Though Donald Trump hammered Hillary Clinton Tuesday for her commitment to continue and expand the open borders agenda of President Obama, he also hinted at a certain “softening” of his own immigration plan.
“Hillary Clinton wants a totally open border. She wants catch and release. She wants Obamacare and other things for illegal immigrants. In many cases, more than our great veterans get,” Trump said at a rally in Austin, Texas.
“There could certainly can be a softening because we’re not looking to hurt people.”
“She has said she’s going to give massive amnesty in her first 100 days. She wants to gut immigration enforcement. The immigration people do such a great job, but they have no leadership at the top,” he said.
But later that night, the GOP nominee made some of his supporters nervous on one of his key issues.
Trump appeared in a televised town hall on Fox News’ “Hannity,” where he appeared to suggest he was open to “softening” laws against illegal aliens.
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“There could certainly can be a softening because we’re not looking to hurt people,” Trump answered when Hannity asked whether he’d be open to amending the law for “law-abiding” illegal aliens who have been in the country for a while.
“We want people — we have some great people in this country,” Trump said. “We have some great, great people in this country but we’re going to follow the laws of this country and what people don’t realize — we have very, very strong laws,” he told Hannity.
The openness to a softened Trump stance on one of his major issues seemed to worry some supporters about a possible significant reversal of Trump’s prior pledges. As recently as last month, Trump was promising to deport every last illegal immigrant in America.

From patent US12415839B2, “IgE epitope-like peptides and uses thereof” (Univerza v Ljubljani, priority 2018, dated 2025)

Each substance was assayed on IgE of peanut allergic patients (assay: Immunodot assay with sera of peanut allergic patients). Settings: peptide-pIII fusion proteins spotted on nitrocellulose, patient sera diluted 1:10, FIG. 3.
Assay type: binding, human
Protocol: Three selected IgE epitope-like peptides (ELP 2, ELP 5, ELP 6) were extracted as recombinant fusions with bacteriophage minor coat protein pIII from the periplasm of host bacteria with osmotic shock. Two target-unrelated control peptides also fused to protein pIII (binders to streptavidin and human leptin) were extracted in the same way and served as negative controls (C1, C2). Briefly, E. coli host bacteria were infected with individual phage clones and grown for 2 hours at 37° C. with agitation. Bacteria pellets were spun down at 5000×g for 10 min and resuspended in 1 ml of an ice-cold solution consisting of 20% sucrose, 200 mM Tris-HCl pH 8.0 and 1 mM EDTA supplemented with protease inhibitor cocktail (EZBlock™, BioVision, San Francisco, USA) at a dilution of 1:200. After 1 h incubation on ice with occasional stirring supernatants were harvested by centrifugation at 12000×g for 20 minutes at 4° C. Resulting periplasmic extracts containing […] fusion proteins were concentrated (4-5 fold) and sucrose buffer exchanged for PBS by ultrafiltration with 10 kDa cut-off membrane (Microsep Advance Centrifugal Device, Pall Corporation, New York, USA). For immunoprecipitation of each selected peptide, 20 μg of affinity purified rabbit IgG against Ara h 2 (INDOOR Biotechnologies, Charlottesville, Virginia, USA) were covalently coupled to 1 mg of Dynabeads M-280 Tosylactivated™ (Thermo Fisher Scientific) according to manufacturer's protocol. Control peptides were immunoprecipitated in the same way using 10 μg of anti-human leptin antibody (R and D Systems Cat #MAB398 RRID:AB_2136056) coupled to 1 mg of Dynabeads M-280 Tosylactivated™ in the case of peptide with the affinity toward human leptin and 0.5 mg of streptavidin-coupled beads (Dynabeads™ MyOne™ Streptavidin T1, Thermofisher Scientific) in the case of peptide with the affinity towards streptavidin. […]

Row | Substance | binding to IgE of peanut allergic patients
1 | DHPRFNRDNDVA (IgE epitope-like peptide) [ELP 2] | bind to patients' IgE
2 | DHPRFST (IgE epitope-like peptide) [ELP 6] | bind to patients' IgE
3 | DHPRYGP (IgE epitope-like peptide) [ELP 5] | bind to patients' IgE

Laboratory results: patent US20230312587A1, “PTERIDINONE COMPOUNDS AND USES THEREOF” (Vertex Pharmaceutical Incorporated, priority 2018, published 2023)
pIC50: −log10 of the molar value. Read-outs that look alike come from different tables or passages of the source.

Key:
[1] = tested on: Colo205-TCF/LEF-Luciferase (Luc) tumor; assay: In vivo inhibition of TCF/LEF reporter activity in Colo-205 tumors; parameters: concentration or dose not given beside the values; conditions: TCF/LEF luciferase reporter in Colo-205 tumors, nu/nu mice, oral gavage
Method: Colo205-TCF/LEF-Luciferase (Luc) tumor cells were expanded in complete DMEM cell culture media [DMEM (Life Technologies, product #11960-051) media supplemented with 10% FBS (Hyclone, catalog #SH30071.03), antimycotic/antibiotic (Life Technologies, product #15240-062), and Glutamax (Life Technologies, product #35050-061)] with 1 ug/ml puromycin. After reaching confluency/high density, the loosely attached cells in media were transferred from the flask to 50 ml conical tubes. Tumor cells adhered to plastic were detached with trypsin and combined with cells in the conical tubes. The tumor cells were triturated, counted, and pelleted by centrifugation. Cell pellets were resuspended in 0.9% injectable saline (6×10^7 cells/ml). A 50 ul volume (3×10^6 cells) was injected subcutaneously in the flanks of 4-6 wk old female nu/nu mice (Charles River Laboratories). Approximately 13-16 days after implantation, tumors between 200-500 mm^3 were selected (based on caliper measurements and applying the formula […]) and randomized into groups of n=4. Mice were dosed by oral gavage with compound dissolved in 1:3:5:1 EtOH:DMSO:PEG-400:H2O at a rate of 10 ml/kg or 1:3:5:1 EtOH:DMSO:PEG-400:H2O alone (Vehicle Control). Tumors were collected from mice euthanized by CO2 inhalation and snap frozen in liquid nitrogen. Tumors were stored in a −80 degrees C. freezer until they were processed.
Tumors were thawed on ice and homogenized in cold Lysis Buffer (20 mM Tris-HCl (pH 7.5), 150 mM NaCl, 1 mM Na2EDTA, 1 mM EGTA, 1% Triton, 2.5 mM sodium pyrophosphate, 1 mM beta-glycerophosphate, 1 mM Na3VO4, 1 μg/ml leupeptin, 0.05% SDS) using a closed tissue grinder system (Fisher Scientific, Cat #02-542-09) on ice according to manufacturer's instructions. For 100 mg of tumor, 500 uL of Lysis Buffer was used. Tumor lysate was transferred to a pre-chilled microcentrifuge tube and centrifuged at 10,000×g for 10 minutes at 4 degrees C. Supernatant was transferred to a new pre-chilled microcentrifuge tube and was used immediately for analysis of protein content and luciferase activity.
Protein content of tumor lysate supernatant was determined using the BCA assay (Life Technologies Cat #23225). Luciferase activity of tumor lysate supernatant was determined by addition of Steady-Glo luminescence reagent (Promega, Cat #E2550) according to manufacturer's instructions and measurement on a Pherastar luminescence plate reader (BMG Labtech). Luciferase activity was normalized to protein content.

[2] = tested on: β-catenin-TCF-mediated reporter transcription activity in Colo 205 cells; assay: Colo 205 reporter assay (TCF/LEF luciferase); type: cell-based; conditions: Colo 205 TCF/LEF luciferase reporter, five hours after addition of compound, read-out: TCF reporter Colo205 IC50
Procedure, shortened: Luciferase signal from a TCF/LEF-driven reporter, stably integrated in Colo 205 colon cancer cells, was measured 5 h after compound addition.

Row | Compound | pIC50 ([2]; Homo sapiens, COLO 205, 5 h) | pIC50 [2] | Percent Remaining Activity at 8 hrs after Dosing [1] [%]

“I don’t know why he said that, it’s crazy!” Anne Coulter told Chris Matthews following the town hall. If Trump really is flip-flopping on this issue, it could keep his strongest supporters from going to the polls in November. He cannot “soften” too much lest he lose the credibility he earned from anti-immigration die-hards.
What Trump could do immediately however is clarify what he meant. Even the most ardent opponents of illegal immigration in Congress have never advocated the costly prospect of mass deportation as the first priority of restoring law and order to the broken system.
Immigration thought-leaders like Sen. Jeff Sessions have long advocated a secure border, rigorously enforced deportations of criminal aliens, and enforced penalties for employers who hire illegals as the top priorities ahead of mass deportation.
Trump’s “pivot” may indeed just be a refocusing on those priorities. Indeed, participating in the town hall were the mothers of those killed by illegal aliens. Trump promised them he would put an end to the policies which permitted such senseless, avoidable loss.
“All we can say, because the loss is beyond anything we can even think of — so all we can say is that they will not have died in vain because we won’t let it happen to others,” Trump told Hannity.